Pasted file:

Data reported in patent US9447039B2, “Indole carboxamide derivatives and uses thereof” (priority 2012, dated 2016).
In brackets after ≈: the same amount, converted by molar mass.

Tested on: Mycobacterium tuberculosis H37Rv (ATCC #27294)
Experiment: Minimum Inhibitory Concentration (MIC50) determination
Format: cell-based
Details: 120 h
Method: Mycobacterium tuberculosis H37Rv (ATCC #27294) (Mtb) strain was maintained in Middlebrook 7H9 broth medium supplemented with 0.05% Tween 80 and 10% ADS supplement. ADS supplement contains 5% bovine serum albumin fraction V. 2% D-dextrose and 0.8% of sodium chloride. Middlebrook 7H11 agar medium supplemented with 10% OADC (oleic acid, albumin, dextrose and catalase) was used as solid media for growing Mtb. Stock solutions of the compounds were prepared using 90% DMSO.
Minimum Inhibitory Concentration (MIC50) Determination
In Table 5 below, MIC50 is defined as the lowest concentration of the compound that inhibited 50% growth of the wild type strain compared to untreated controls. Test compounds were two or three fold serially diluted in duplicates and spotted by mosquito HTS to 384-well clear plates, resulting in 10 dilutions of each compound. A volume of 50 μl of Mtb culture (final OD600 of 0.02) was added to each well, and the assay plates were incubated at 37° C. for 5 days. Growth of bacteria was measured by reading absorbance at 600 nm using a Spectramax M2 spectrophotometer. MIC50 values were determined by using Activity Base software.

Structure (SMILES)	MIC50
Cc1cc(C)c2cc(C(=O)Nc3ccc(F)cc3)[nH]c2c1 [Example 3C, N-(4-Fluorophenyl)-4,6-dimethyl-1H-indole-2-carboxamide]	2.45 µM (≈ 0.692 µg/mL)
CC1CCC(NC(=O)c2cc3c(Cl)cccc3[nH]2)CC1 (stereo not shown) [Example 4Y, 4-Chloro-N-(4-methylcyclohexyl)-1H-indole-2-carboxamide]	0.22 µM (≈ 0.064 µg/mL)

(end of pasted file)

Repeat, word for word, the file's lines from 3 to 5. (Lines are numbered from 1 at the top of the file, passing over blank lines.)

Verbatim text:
Tested on: Mycobacterium tuberculosis H37Rv (ATCC #27294)
Experiment: Minimum Inhibitory Concentration (MIC50) determination
Format: cell-based